The FinAsym package implements the Lee and Ready (1991) and Easley and O'Hara (1987) tests for, respectively, trade direction, and probability of informed trading. Risk management

Several packages provide functionality for Extreme Value Theory models: evd, evdbayes, evir, extRremes, ismev, POT.

The packages CreditMetrics and crp.CSFP provide function for modelling credit risks.

The mvtnorm package provides code for multivariate Normal and t-distributions.

The Rmetrics packages fPortfolio and fExtremes also contain a number of relevant functions.

The copula and fgac packages cover multivariate dependency structures using copula methods.

The actuar package provides an actuarial perspective to risk management.

The ghyp package provides generalized hyberbolic distribution functions as well as procedures for VaR, CVaR or target-return portfolio optimizations.

The ChainLadder package provides functions for modeling insurance claim reserves; and the lifecontingencies package provides functions for financial and actuarial evaluations of life contingencies.

The frmqa package aims to collect functions for Financial Risk Management and Quantitative Analysis. Books

The FinTS package provides an R companion to Tsay (2005), Analysis of Financial Time Series, 2nd ed. Wiley, and includes data sets, functions and script files to work some of the examples.

The NMOF package provides functions, examples and data from Numerical Methods in Finance by Manfred Gilli, Dietmar Maringer and Enrico Schumann (2011), including the different optimization heuristics such as Differential Evolution, Genetic Algorithms, Particle Swarms, and Threshold Accepting. Data and date management

The its, zoo and timeDate (part of Rmetrics) packages provide support for irregularly-spaced time series. The xts package extends zoo specifically for financial time series. See the TimeSeries task view for more details.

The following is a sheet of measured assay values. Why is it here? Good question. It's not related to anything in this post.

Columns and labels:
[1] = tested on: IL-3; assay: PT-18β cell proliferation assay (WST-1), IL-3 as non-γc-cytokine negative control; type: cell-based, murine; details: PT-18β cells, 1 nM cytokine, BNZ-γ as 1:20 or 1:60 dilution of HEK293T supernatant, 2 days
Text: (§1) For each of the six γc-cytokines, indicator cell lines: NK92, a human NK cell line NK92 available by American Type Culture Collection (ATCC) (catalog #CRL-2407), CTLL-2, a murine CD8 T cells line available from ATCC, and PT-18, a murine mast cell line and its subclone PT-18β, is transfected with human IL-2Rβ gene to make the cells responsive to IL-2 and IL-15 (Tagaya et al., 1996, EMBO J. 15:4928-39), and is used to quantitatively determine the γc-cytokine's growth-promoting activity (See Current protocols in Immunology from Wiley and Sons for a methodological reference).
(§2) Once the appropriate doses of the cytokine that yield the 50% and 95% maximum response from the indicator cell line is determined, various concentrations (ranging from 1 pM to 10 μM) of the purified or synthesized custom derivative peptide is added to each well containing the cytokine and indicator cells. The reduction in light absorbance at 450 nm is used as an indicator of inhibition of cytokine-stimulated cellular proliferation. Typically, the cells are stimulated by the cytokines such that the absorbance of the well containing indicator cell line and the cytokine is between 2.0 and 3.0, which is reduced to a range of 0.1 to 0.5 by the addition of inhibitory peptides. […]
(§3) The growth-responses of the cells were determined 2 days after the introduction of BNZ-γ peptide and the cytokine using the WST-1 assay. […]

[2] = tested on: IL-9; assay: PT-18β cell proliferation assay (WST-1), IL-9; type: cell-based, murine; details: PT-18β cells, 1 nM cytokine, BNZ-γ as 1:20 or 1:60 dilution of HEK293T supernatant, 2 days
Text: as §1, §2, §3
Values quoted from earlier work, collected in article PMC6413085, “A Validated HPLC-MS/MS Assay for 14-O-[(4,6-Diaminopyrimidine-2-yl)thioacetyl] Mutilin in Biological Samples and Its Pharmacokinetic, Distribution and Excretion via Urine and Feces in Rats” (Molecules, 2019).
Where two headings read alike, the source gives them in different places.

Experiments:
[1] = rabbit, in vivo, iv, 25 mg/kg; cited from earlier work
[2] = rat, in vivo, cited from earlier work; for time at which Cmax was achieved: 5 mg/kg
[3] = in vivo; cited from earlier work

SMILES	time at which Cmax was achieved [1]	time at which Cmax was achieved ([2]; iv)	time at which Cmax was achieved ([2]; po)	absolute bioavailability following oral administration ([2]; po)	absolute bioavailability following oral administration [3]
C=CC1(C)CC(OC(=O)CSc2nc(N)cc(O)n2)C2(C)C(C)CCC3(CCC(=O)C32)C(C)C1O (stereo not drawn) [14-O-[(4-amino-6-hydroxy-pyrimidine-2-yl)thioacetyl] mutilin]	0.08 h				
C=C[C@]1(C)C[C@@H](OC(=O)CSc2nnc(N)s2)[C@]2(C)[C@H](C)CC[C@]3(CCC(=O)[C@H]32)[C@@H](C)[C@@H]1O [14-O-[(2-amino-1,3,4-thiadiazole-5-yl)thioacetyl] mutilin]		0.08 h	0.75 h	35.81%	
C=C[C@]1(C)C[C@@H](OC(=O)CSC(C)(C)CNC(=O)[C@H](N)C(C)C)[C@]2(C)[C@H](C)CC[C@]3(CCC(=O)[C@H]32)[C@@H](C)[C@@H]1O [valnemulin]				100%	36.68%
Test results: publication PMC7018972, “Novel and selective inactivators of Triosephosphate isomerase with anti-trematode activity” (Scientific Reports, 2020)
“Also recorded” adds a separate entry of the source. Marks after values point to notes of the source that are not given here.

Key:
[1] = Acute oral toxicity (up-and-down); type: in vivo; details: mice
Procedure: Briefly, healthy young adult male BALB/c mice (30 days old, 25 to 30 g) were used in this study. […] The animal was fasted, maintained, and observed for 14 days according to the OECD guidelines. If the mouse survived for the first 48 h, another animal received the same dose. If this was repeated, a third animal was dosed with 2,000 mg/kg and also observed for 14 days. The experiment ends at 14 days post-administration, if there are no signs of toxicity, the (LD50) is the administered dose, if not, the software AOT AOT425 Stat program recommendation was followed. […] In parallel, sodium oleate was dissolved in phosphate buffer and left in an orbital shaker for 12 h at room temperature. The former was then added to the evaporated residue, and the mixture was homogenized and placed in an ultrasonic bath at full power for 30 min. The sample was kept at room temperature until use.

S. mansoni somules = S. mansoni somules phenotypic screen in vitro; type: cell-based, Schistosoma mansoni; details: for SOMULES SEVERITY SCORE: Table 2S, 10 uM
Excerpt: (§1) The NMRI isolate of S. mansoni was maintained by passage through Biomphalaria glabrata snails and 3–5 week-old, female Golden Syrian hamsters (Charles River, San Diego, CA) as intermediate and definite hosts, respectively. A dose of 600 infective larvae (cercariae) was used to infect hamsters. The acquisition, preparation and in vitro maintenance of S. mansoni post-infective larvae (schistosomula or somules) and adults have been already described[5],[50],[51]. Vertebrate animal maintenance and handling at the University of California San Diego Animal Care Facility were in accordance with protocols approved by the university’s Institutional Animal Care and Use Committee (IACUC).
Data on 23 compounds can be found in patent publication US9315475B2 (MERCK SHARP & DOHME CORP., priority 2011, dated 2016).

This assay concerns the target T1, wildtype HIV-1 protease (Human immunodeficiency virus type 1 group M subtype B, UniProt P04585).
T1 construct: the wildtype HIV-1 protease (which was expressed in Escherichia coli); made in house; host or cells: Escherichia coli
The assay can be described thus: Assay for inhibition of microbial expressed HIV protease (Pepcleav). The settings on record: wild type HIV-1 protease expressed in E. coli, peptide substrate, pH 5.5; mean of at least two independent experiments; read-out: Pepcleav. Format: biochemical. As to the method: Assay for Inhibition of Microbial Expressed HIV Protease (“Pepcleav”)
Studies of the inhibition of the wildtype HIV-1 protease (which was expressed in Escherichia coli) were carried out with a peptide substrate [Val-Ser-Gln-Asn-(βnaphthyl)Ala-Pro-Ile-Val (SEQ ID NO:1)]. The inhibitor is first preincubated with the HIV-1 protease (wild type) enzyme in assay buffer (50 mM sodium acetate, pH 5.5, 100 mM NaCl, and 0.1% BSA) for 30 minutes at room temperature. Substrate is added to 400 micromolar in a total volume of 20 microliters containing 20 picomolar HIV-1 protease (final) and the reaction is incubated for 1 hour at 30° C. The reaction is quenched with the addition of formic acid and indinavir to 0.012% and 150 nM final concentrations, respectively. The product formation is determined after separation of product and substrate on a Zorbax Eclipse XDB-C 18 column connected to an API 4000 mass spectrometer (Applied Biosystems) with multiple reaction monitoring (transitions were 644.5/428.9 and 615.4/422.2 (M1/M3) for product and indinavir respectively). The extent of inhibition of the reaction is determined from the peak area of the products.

timeDate also addresses calendar issues such as recurring holidays for a large number of financial centers, and provides code for high-frequency data sets. The fame package can access Fame time series databases (but also requires a Fame backend). The tis package provides time indices and time-indexed series compatible with Fame frequencies.

The TSdbi package provides a unifying interface for several time series data base backends, and its SQL implementations provide a database table design.

The IBrokers package provides access to the Interactive Brokers API for data access (but requires an account to access the service).

The data.table package provides very efficient and fast access to in-memory data sets such as asset prices.

The RTAQ package can be used to analyse trades and quotes data supplied in the TAQ format of the New York Stock Exchange in order to implement intraday trading strategies, measure liquidity and volatility, and investigate market microstructure aspects.

Risk management

Several packages provide functionality for Extreme Value Theory models:

evd, evdbayes, evir, extRremes, ismev, POT.

The packages CreditMetrics and crp.CSFP provide function for modelling credit risks.

The mvtnorm package provides code for multivariate Normal and t-distributions.

The Rmetrics packages fPortfolio and fExtremes also contain a number of relevant functions.

The copula and fgac packages cover multivariate dependency structures using copula methods.

The actuar package provides an actuarial perspective to risk management.

The ghyp package provides generalized hyberbolic distribution functions as well as procedures for VaR, CVaR or target-return portfolio optimizations.

The ChainLadder package provides functions for modeling insurance claim reserves; and the lifecontingencies package provides functions for financial and actuarial evaluations of life contingencies.

The frmqa package aims to collect functions for Financial Risk Management and Quantitative Analysis.

Dave allen